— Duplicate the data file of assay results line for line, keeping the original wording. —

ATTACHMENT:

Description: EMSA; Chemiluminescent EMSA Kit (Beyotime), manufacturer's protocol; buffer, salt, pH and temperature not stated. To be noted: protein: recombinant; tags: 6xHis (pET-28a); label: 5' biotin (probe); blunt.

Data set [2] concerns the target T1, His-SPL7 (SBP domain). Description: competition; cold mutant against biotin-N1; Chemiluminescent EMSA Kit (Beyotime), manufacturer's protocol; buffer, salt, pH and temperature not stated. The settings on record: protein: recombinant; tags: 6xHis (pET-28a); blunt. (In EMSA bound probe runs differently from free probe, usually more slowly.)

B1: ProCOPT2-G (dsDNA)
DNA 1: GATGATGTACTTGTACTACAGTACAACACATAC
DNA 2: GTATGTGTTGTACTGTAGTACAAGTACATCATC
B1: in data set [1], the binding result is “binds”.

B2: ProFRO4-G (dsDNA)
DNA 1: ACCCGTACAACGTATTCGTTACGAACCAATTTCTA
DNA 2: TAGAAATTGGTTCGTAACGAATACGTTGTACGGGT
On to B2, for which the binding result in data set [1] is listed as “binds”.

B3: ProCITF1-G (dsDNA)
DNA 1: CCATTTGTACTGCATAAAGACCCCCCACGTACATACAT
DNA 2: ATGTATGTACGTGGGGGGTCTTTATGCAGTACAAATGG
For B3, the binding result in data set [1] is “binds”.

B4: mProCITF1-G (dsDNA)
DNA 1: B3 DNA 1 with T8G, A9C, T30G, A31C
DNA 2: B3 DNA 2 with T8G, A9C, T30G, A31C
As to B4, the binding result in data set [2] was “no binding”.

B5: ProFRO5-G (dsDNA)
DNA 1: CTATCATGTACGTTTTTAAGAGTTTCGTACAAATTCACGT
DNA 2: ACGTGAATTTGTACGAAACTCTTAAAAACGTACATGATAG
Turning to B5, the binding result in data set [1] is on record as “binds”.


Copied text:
Description: EMSA; Chemiluminescent EMSA Kit (Beyotime), manufacturer's protocol; buffer, salt, pH and temperature not stated. To be noted: protein: recombinant; tags: 6xHis (pET-28a); label: 5' biotin (probe); blunt.

Data set [2] concerns the target T1, His-SPL7 (SBP domain). Description: competition; cold mutant against biotin-N1; Chemiluminescent EMSA Kit (Beyotime), manufacturer's protocol; buffer, salt, pH and temperature not stated. The settings on record: protein: recombinant; tags: 6xHis (pET-28a); blunt. (In EMSA bound probe runs differently from free probe, usually more slowly.)

B1: ProCOPT2-G (dsDNA)
DNA 1: GATGATGTACTTGTACTACAGTACAACACATAC
DNA 2: GTATGTGTTGTACTGTAGTACAAGTACATCATC
B1: in data set [1], the binding result is “binds”.

B2: ProFRO4-G (dsDNA)
DNA 1: ACCCGTACAACGTATTCGTTACGAACCAATTTCTA
DNA 2: TAGAAATTGGTTCGTAACGAATACGTTGTACGGGT
On to B2, for which the binding result in data set [1] is listed as “binds”.

B3: ProCITF1-G (dsDNA)
DNA 1: CCATTTGTACTGCATAAAGACCCCCCACGTACATACAT
DNA 2: ATGTATGTACGTGGGGGGTCTTTATGCAGTACAAATGG
For B3, the binding result in data set [1] is “binds”.

B4: mProCITF1-G (dsDNA)
DNA 1: B3 DNA 1 with T8G, A9C, T30G, A31C
DNA 2: B3 DNA 2 with T8G, A9C, T30G, A31C
As to B4, the binding result in data set [2] was “no binding”.

B5: ProFRO5-G (dsDNA)
DNA 1: CTATCATGTACGTTTTTAAGAGTTTCGTACAAATTCACGT
DNA 2: ACGTGAATTTGTACGAAACTCTTAAAAACGTACATGATAG
Turning to B5, the binding result in data set [1] is on record as “binds”.